Very-low-density lipoprotein receptor (VLDLR) is a member of the low-density receptor family, highly expressed in adipose tissue, heart, and skeletal muscle. It binds apolipoprotein E-triglyceride-rich lipoproteins and plays a significant role in triglyceride metabolism. PPARgamma is a primary regulator of lipid metabolism in adipocytes and controls the expression of an array of genes involved in lipid trafficking in adipocytes. However, it is not known whether VLDLR is also under the control of PPARgamma. In this study, we investigated the role of PPARgamma in the regulation of VLDLR expression and function in vivo and in vitro. During the differentiation of 3T3-L1 preadipocytes, the levels of VLDLR protein and mRNA increased in parallel with the induction of PPARgamma expression and reached maximum in mature adipocytes. Treatment of differentiated adipocytes with PPARgamma agonist pioglitazone upregulated VLDLR expression in dose- and time-dependent manners. In contrast, specific inhibition of PPARgamma significantly downregulated the protein level of VLDLR. Induction of VLDLR is also demonstrated in vivo in adipose tissue of wild-type (WT) mice treated with pioglitazone. In addition, pioglitazone increased plasma triglyceride-rich lipoprotein clearance and increased epididymal fat mass in WT mice but failed to induce similar effects in vldlr(-/-) mice. These results were further corroborated by the finding that pioglitazone treatment enhanced adipogenesis and lipid deposition in preadipocytes of WT mice, while its effect in VLDLR-null preadipocytes was significantly blunted. These findings provide direct evidence that VLDLR expression is regulated by PPARgamma and contributes in lipid uptake and adipogenesis.
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http://dx.doi.org/10.1152/ajpendo.00367.2009DOI Listing
http://www.ncbi.nlm.nih.gov/pmc/articles/PMC2806108PMC
January 2010

CD36-facilitated fatty acid uptake inhibits leptin production and signaling in adipose tissue.

Diabetes 2007 Jul 17;56(7):1872-80. Epub 2007 Apr 17.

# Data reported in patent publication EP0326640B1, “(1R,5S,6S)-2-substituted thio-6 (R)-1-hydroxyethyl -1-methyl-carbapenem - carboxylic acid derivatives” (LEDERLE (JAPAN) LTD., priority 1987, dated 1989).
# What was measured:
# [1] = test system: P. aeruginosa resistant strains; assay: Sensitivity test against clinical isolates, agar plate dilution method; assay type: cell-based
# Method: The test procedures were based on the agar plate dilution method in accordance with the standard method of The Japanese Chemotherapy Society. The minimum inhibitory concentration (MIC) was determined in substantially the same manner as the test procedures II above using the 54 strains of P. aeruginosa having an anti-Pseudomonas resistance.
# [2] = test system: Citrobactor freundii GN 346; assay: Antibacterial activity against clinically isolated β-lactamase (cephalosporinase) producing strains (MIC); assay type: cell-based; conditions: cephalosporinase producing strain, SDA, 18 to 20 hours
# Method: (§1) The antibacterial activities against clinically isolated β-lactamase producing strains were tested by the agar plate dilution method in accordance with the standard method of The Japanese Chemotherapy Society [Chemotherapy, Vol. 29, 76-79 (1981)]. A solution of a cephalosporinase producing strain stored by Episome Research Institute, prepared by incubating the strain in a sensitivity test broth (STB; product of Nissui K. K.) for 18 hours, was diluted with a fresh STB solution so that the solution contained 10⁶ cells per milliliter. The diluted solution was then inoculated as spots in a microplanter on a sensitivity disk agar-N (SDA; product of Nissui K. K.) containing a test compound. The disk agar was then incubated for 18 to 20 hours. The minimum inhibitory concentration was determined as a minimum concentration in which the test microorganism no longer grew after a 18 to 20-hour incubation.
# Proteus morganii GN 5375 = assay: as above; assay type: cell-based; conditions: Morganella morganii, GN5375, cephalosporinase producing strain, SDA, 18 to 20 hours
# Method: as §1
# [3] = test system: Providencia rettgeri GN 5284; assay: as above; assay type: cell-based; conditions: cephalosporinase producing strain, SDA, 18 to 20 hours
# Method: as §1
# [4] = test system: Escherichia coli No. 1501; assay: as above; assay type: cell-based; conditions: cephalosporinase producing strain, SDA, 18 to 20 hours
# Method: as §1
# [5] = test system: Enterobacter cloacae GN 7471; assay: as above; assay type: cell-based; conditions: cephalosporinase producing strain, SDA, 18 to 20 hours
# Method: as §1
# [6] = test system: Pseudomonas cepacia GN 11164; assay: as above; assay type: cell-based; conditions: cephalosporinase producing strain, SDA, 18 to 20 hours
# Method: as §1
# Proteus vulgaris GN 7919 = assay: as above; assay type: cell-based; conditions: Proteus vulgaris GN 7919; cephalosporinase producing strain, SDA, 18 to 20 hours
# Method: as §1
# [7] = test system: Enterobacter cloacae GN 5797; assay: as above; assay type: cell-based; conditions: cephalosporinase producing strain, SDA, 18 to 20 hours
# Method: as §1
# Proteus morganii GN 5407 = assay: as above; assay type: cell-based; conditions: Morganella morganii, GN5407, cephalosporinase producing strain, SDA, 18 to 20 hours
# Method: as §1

Department of Surgery, Vanderbilt University, Nashville, Tennessee, USA.

Leptin plays an important role in regulating energy expenditure in response to food intake, but nutrient regulation of leptin is incompletely understood. In this study using in vivo and in vitro approaches, we examined the role of fatty acid uptake in modulating leptin expression and production. Leptin levels are doubled in the CD36-null mouse, which has impaired cellular fatty acid uptake despite a 40% decrease in fat mass. The CD36-null mouse is protected from diet-induced weight gain but not from that consequent to leptin deficiency. Leptin secretion in the CD36-null mouse is strongly responsive to glucose intake, whereas a blunted response is observed in the wild-type mouse. This indicates that leptin regulation integrates opposing influences from glucose and fatty acid and loss of fatty acid inhibition allows unsuppressed stimulation by glucose/insulin. Fatty acid inhibition of basal and insulin-stimulated leptin release is linked to CD36-facilitated fatty acid flux, which is important for fatty acid activation of peroxisome proliferator-activated receptor gamma and likely contributes to the nutrient sensing function of adipocytes. Fatty acid uptake also may modulate adipocyte leptin signaling. The ratio of phosphorylated to unphosphorylated signal transducer and activator of transcription 3, an index of leptin activity, is increased in CD36-null fat tissue disproportionately to leptin levels. In addition, expression of leptin-sensitive fatty acid oxidative enzymes is enhanced. Targeting adipocyte CD36 may offer a way to uncouple leptin production and adiposity.
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http://dx.doi.org/10.2337/db06-1699DOI Listing
July 2007

Is all fat the same? The role of fat in the pathogenesis of the metabolic syndrome and type 2 diabetes mellitus.

Surgery 2006 Jun;139(6):711-6

Department of Surgery, Vanderbilt University School of Medicine, Nashville, Tennessee 37232, USA.

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http://dx.doi.org/10.1016/j.surg.2005.10.018DOI Listing
http://www.ncbi.nlm.nih.gov/pmc/articles/PMC3182097PMC
June 2006

CD36 in myocytes channels fatty acids to a lipase-accessible triglyceride pool that is related to cell lipid and insulin responsiveness.

Diabetes 2004 Sep;53(9):2209-16

Physiology and Biophysics, Stony Brook University, Stony Brook, NY 11794-8661, USA.